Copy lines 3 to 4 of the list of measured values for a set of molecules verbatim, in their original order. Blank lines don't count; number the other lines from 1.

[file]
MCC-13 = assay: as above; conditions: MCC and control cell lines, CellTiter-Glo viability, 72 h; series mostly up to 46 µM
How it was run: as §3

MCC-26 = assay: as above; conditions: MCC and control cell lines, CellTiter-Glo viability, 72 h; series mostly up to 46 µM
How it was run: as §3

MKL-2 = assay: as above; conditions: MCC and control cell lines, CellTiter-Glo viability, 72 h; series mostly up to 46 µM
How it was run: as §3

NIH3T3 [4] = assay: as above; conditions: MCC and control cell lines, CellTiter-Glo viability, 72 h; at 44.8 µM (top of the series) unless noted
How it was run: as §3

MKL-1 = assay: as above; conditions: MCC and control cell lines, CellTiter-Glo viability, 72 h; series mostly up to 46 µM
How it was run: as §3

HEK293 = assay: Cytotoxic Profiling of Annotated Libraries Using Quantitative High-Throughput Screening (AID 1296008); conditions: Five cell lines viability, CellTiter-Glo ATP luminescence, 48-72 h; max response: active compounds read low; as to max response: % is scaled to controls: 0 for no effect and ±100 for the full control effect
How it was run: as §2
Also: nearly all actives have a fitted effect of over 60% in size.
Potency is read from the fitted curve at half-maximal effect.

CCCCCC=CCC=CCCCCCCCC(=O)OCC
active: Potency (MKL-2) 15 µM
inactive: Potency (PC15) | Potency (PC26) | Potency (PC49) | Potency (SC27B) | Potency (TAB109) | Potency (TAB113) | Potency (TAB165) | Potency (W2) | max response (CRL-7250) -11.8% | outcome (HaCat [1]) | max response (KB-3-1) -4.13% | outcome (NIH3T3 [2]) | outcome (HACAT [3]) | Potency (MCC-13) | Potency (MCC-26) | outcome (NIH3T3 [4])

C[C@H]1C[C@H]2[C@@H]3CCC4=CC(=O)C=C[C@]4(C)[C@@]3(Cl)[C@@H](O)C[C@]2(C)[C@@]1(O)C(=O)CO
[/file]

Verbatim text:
MCC-26 = assay: as above; conditions: MCC and control cell lines, CellTiter-Glo viability, 72 h; series mostly up to 46 µM
How it was run: as §3